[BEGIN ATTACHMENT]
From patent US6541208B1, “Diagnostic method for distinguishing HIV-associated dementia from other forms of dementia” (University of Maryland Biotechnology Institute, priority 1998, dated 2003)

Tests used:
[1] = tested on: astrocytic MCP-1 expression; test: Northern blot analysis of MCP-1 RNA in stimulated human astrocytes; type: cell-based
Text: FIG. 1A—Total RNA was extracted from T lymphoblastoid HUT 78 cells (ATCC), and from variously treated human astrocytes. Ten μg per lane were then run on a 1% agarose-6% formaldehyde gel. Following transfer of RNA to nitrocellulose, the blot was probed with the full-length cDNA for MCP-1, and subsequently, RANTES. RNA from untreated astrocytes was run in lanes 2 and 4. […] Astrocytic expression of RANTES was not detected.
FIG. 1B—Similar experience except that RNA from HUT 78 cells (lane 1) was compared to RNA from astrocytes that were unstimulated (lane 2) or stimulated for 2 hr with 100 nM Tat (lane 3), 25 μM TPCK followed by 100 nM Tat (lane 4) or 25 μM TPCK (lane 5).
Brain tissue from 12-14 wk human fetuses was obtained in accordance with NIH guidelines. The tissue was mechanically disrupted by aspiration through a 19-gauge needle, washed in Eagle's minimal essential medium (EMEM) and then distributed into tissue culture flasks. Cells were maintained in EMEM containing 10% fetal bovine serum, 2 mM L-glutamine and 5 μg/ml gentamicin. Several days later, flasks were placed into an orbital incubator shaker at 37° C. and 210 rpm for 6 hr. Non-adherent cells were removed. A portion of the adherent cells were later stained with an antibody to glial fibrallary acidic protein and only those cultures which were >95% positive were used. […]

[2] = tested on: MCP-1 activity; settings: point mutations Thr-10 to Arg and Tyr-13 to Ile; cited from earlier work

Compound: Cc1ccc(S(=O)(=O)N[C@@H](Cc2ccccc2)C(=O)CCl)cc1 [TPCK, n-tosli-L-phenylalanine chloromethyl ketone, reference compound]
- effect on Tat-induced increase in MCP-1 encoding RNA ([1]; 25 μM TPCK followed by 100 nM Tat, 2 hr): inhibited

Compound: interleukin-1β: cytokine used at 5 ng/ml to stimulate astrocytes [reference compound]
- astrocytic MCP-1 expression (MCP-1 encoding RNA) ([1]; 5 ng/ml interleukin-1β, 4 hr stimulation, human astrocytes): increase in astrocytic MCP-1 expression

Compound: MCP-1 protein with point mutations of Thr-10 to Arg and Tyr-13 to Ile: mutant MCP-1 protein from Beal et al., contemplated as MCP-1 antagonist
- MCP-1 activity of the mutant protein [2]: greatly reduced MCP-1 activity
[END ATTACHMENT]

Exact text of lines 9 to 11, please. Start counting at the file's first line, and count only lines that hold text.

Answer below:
- effect on Tat-induced increase in MCP-1 encoding RNA ([1]; 25 μM TPCK followed by 100 nM Tat, 2 hr): inhibited

Compound: interleukin-1β: cytokine used at 5 ng/ml to stimulate astrocytes [reference compound]
- astrocytic MCP-1 expression (MCP-1 encoding RNA) ([1]; 5 ng/ml interleukin-1β, 4 hr stimulation, human astrocytes): increase in astrocytic MCP-1 expression